We moved to another dive site called The Lunchbox, so called because there are a lot of fish there (food). This site has a sunken catamaran.  It is amazing to see how life at the bottom of the ocean takes over a vessel and makes it its own.

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Hollywood Island in the Bocas islands.  Named so for all the “Star” fish.

Kody signaled us to stay for a moment while he entered the vessel.  I misunderstood and followed him.  I was excited to see what was inside.   I was doing well with having my arms tucked in until we turned a corner inside the ship.  I used my hand to keep myself buoyant and brushed my fingers against the barnacles.  Ouch!  I squeezed my hand to keep the cut closed and blood from seeping out.  This happened just as we swam over a large shark, longer than our very tall instructor.

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Snorkling a few days later.  The winds were high so the water was a bit murky this day.

It was a nurse shark, whom they call Betsy, hanging out for the day at the bottom of the vessel.  She was beautiful.  We swam over the shark and out the front of the ship.  I later learned that I was not supposed to follow him in and he was surprised I did.  I’m glad I did. It was a great adventure and I have fallen in love with diving.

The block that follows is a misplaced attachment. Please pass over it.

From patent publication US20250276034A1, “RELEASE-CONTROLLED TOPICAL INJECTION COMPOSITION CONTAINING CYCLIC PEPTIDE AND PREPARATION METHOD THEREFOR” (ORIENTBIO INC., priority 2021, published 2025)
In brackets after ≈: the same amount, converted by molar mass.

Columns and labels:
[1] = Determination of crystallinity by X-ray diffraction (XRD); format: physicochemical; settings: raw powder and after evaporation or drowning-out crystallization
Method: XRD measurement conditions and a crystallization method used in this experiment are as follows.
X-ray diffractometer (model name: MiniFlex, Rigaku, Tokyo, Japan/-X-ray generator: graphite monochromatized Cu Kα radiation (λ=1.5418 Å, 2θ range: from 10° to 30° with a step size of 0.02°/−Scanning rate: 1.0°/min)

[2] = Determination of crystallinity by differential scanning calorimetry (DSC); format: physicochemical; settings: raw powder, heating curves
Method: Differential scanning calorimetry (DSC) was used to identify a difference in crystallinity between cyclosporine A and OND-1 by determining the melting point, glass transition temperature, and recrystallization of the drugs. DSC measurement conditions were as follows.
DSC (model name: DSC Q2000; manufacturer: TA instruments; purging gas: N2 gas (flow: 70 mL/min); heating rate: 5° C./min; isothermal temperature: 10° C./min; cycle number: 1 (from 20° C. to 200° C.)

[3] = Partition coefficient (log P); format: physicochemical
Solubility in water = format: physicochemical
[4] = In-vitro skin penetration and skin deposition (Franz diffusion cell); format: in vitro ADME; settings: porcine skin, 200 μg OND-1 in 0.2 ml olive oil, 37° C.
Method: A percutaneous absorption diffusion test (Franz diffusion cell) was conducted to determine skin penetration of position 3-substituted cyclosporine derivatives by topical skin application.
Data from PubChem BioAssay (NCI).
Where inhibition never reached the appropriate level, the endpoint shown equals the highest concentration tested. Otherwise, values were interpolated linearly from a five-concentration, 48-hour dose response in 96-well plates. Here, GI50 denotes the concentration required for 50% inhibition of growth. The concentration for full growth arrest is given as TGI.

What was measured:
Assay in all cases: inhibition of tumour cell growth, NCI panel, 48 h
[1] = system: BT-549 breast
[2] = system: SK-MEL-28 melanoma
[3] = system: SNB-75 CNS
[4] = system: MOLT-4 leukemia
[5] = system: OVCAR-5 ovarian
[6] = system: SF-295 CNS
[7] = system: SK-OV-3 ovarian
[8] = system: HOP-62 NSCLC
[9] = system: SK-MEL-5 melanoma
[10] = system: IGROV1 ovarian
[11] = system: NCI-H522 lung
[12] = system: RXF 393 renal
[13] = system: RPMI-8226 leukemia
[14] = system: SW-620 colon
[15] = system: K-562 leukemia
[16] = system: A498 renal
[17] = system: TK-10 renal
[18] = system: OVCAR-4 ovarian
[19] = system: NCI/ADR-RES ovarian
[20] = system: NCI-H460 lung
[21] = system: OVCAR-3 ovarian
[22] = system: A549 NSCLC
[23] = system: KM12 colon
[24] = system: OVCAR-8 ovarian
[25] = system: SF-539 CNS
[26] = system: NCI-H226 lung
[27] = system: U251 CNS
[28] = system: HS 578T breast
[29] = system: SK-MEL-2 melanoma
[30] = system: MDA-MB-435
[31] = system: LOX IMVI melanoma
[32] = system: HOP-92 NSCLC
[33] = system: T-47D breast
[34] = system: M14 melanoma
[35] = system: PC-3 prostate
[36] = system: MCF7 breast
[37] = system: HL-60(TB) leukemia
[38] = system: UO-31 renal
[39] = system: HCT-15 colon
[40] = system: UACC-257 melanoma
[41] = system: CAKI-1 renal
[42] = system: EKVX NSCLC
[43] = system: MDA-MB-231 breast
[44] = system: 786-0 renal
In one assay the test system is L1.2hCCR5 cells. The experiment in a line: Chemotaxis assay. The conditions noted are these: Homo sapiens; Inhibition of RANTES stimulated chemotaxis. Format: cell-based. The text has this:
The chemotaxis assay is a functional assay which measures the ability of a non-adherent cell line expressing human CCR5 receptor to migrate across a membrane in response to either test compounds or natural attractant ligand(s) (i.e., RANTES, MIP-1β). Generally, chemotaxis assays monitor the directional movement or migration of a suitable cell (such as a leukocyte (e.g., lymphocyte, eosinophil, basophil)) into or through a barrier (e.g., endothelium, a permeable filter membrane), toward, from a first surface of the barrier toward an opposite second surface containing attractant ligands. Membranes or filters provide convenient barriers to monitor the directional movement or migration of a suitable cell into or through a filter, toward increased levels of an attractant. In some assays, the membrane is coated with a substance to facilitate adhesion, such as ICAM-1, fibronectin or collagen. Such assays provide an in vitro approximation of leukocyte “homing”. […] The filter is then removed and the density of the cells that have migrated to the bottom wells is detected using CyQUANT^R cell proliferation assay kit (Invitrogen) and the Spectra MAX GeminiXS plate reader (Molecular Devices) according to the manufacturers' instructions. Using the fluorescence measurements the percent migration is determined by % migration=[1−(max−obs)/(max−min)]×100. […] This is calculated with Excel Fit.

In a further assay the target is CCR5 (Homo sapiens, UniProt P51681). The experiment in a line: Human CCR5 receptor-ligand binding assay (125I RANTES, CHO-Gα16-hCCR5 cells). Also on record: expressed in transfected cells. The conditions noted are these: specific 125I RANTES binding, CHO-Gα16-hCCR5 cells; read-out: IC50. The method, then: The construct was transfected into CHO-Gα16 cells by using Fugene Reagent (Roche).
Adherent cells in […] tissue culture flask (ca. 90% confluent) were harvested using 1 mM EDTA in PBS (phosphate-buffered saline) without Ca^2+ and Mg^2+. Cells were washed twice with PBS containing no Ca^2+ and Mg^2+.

BlueDoors Best Deals in Bocas del Toro:

  • Valerie Emanuel Apartments.  $25 per night.  You have your own well equipped kitchen.
  • Getting PADI-Certified in Bocas del Toro.  It is one of the most inexpensive places to get certified.  We went with Panama Dive School.  Tony has a pretty good crew over there.  Our instructor Kody was very patient and explained things clearly.
  • Doing a day trip to Playa Estrella.  Catch the minibus at Parque Simon Bolivar from 10AM onwards, every two hours.  You pay $5 and they give you a ticket for the return trip.  The bus takes you to Bocas del Drago.  From there follow the path to Playa Estrella.  It’s a pretty 20-minute walk. The beach has calm turquoise water and if you are there early enough, you will see some starfish.

 

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9 thoughts on “Sixty Feet Underwater in Bocas Del Toro, Panama

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  1. That is awesome! Can’t wait to see where you all go diving. It took some getting used to for us as well. We also have had incidents with sea life – stinging soft corals, stinging jelly fish and even an encounter with a sea urchin in my wife’s leg. Ouch! We also have had some amazing experiences and photos to remember them by.

    Liked by 1 person

    1. There is so much beauty in this world to explore, its exciting. We might need to get an underwater camera. We are open for suggestions if you have found a good one.

      Like

  2. Crazy girl. Hope your hand is okay. You are much braver then me. NO WAY would I go snorkeling. I’m too afraid of coming upon a shark and also claustrophobic. lol.

    Liked by 1 person